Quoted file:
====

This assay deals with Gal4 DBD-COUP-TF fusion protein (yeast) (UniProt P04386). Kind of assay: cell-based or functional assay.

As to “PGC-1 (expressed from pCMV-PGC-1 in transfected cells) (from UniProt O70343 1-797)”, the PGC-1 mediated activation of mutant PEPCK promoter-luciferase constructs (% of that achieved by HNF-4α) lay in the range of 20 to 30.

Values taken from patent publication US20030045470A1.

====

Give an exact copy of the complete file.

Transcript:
This assay deals with Gal4 DBD-COUP-TF fusion protein (yeast) (UniProt P04386). Kind of assay: cell-based or functional assay.

As to “PGC-1 (expressed from pCMV-PGC-1 in transfected cells) (from UniProt O70343 1-797)”, the PGC-1 mediated activation of mutant PEPCK promoter-luciferase constructs (% of that achieved by HNF-4α) lay in the range of 20 to 30.

Values taken from patent publication US20030045470A1.